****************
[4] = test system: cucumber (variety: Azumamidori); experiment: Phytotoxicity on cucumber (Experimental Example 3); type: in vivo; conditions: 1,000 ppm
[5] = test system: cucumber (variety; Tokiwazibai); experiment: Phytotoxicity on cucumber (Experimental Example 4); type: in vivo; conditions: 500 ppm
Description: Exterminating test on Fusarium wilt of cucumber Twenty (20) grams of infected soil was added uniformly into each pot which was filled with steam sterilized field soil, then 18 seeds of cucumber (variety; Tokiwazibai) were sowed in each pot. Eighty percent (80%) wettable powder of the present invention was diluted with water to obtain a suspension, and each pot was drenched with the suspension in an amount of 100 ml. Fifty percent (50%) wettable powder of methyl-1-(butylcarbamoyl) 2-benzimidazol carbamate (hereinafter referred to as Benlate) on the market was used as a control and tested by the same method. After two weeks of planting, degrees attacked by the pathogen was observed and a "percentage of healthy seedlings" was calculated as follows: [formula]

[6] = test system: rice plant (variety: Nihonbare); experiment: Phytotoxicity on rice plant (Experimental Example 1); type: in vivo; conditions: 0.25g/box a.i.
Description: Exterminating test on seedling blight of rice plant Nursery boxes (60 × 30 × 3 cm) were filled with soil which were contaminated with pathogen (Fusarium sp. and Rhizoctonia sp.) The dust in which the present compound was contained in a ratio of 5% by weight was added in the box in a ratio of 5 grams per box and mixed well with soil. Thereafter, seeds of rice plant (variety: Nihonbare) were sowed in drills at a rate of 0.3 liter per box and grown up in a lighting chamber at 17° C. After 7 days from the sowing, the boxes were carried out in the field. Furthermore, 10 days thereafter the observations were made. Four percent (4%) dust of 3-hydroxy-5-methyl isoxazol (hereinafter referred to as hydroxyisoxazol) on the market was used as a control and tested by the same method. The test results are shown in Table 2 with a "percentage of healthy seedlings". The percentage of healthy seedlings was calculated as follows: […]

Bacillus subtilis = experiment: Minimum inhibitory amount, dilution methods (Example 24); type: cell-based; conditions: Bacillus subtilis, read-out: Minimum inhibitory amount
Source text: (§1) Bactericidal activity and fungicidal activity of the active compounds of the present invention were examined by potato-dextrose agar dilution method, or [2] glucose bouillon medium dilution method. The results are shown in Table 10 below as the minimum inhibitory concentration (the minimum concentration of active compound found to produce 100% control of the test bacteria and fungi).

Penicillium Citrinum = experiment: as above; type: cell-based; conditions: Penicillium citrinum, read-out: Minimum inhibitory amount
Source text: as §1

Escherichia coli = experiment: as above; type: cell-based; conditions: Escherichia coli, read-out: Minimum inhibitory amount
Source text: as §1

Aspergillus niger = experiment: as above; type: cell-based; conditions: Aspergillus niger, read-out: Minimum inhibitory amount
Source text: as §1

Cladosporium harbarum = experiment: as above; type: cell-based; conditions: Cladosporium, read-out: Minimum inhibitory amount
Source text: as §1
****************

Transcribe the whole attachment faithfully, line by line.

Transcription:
[4] = test system: cucumber (variety: Azumamidori); experiment: Phytotoxicity on cucumber (Experimental Example 3); type: in vivo; conditions: 1,000 ppm
[5] = test system: cucumber (variety; Tokiwazibai); experiment: Phytotoxicity on cucumber (Experimental Example 4); type: in vivo; conditions: 500 ppm
Description: Exterminating test on Fusarium wilt of cucumber Twenty (20) grams of infected soil was added uniformly into each pot which was filled with steam sterilized field soil, then 18 seeds of cucumber (variety; Tokiwazibai) were sowed in each pot. Eighty percent (80%) wettable powder of the present invention was diluted with water to obtain a suspension, and each pot was drenched with the suspension in an amount of 100 ml. Fifty percent (50%) wettable powder of methyl-1-(butylcarbamoyl) 2-benzimidazol carbamate (hereinafter referred to as Benlate) on the market was used as a control and tested by the same method. After two weeks of planting, degrees attacked by the pathogen was observed and a "percentage of healthy seedlings" was calculated as follows: [formula]

[6] = test system: rice plant (variety: Nihonbare); experiment: Phytotoxicity on rice plant (Experimental Example 1); type: in vivo; conditions: 0.25g/box a.i.
Description: Exterminating test on seedling blight of rice plant Nursery boxes (60 × 30 × 3 cm) were filled with soil which were contaminated with pathogen (Fusarium sp. and Rhizoctonia sp.) The dust in which the present compound was contained in a ratio of 5% by weight was added in the box in a ratio of 5 grams per box and mixed well with soil. Thereafter, seeds of rice plant (variety: Nihonbare) were sowed in drills at a rate of 0.3 liter per box and grown up in a lighting chamber at 17° C. After 7 days from the sowing, the boxes were carried out in the field. Furthermore, 10 days thereafter the observations were made. Four percent (4%) dust of 3-hydroxy-5-methyl isoxazol (hereinafter referred to as hydroxyisoxazol) on the market was used as a control and tested by the same method. The test results are shown in Table 2 with a "percentage of healthy seedlings". The percentage of healthy seedlings was calculated as follows: […]

Bacillus subtilis = experiment: Minimum inhibitory amount, dilution methods (Example 24); type: cell-based; conditions: Bacillus subtilis, read-out: Minimum inhibitory amount
Source text: (§1) Bactericidal activity and fungicidal activity of the active compounds of the present invention were examined by potato-dextrose agar dilution method, or [2] glucose bouillon medium dilution method. The results are shown in Table 10 below as the minimum inhibitory concentration (the minimum concentration of active compound found to produce 100% control of the test bacteria and fungi).

Penicillium Citrinum = experiment: as above; type: cell-based; conditions: Penicillium citrinum, read-out: Minimum inhibitory amount
Source text: as §1

Escherichia coli = experiment: as above; type: cell-based; conditions: Escherichia coli, read-out: Minimum inhibitory amount
Source text: as §1

Aspergillus niger = experiment: as above; type: cell-based; conditions: Aspergillus niger, read-out: Minimum inhibitory amount
Source text: as §1

Cladosporium harbarum = experiment: as above; type: cell-based; conditions: Cladosporium, read-out: Minimum inhibitory amount
Source text: as §1